Our true friends are those who are with us when the good things happen. They cheer us on and are pleased by our triumphs. False friends only appear at difficult times, with their sad, supportive faces, when, in fact, our suffering is serving to console them for their miserable lives.
It’s no secret to those who know me and care to ask that the whole job-hunt has me pretty miserable these days. I could say that I’m trying to harness the power of positive thinking and all that jazz, but in reality there are as many days that end with tears as those that end with smiles or just exhausted ambivalence.
Yet I still don’t feel compelled to blog about it.
About a year ago, you could hardly stop me from pouring out my misery online at being single and the horrible injustices I was suffering while attempting to find someone suitable to date. Or, if not suitable, at least not wanting to make me scoop my brains out with a spork to forget the encounter.
Then I found someone – and things were really steadily going up in my life. Great man, great job, great dog, great home. That lasted about a year – you’d think that wouldn’t be long enough to erase the cynicism, vitriol and spite in my wee, black heart when one of those ceased to exist in my world.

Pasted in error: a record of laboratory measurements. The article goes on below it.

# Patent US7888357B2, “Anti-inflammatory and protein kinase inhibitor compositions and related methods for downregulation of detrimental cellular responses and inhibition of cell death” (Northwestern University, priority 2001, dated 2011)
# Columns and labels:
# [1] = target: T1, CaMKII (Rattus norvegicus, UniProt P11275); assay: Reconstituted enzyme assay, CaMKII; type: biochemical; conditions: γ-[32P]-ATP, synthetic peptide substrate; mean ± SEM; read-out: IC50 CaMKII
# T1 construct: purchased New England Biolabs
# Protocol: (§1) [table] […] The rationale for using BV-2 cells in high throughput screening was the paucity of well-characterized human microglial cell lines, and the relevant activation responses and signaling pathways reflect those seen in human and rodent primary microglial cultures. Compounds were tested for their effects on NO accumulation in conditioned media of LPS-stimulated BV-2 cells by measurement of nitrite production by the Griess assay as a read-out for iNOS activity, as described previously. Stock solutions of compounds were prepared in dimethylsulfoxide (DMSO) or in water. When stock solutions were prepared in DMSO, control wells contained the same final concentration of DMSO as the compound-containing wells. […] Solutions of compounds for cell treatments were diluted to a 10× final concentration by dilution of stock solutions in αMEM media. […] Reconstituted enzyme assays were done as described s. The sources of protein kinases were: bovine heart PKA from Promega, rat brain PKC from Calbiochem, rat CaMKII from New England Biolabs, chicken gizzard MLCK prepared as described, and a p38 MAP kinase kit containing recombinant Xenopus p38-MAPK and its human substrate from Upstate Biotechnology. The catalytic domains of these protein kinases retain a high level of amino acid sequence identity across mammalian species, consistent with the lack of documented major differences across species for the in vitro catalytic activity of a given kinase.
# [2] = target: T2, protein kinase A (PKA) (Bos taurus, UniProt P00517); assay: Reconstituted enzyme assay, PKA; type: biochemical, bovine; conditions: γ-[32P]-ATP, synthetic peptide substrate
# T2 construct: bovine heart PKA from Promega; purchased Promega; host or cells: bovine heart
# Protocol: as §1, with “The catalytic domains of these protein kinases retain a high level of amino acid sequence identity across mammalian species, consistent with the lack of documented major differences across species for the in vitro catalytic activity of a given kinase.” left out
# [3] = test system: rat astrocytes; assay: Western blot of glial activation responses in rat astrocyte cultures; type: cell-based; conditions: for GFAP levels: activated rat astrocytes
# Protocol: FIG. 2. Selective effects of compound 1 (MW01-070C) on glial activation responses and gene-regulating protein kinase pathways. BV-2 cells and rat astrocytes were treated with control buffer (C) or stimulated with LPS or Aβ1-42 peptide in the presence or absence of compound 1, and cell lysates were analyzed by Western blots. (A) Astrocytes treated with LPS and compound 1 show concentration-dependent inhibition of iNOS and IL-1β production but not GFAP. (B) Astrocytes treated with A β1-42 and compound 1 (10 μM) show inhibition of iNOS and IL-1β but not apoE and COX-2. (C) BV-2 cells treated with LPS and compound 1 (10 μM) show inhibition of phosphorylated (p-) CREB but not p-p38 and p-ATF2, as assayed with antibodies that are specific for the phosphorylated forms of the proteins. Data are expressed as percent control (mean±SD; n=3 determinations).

You’d be right. And still, I felt no compulsion to blog about it.
And I didn’t really understand why. Until now.
I attempted to throw a party last weekend. For all intents and purposes, most things about my social circle and the invite were the same. Early reports indicated it would be an even bigger success, since the location was far more desirable to potential party-goers. Last year, 90% of the people who RSVP’d “Yes” attended, plus a motley assortment of extras. This year, barely half the confirmed attendees bothered showing up.
This year I’m not nearly as interesting.
A year ago I was a dating blogging sensation, who had just entered into a relationship with a man who had his own fair share of scandal.
This year? We’re just another set of yuppies. For the most part, fortunate and exceedingly happy ones.
I could fill pages and pages with cutting testimony of my job-hunt frustrations and foibles.
But underneath it all lies a desire to keep these personal feelings for myself and those who have more than an idle curiosity about them.
I’d rather live quieter, knowing who my true friends are.
I’d rather be happy, than interesting.